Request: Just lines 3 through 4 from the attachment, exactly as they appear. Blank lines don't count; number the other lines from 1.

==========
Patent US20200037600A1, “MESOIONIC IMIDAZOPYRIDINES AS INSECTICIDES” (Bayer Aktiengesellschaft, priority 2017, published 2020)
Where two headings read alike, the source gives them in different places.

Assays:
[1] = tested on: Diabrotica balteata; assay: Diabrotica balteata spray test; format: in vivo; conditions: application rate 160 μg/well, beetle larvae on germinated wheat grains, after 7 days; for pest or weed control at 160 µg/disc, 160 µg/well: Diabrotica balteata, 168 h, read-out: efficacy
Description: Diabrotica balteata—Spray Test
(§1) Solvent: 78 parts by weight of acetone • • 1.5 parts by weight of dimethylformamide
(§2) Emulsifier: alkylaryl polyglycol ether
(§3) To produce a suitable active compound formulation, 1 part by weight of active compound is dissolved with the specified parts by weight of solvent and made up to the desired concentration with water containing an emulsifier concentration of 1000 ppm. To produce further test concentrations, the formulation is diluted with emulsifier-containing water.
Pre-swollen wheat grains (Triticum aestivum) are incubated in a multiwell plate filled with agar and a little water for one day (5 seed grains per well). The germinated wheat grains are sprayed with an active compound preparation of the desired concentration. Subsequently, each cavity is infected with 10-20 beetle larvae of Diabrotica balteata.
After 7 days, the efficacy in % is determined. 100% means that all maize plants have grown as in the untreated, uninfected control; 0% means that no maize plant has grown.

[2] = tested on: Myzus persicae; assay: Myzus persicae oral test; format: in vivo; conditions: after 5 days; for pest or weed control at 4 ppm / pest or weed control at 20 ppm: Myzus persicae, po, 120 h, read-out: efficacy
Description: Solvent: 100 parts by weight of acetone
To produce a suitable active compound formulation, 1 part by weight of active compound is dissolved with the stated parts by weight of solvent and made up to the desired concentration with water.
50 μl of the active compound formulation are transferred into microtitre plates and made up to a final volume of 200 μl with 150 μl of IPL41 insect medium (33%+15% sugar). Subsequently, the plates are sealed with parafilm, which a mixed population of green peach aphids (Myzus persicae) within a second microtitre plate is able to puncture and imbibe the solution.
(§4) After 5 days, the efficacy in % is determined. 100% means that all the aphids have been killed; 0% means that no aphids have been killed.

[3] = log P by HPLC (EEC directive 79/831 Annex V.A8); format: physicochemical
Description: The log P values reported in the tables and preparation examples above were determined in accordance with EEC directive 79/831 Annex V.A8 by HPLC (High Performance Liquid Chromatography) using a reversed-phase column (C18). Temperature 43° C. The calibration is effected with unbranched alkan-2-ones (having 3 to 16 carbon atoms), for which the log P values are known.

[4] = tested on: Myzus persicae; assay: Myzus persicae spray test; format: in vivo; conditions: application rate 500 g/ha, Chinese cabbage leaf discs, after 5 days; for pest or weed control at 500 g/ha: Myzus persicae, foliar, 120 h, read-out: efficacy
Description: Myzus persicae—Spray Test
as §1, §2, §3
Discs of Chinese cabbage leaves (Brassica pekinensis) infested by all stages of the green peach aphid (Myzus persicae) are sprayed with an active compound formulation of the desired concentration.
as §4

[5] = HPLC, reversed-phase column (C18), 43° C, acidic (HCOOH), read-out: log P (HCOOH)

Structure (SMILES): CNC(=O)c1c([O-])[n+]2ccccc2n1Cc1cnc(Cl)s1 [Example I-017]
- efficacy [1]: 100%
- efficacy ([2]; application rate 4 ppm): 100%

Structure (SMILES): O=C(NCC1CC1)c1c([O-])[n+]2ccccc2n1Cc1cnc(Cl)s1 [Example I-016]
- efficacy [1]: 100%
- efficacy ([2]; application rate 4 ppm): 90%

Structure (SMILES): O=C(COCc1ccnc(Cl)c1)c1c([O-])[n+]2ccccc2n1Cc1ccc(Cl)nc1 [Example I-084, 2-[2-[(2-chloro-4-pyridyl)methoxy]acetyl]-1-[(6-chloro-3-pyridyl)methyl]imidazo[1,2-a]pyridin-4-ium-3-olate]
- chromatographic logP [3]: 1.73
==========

Assays:
[1] = tested on: Diabrotica balteata; assay: Diabrotica balteata spray test; format: in vivo; conditions: application rate 160 μg/well, beetle larvae on germinated wheat grains, after 7 days; for pest or weed control at 160 µg/disc, 160 µg/well: Diabrotica balteata, 168 h, read-out: efficacy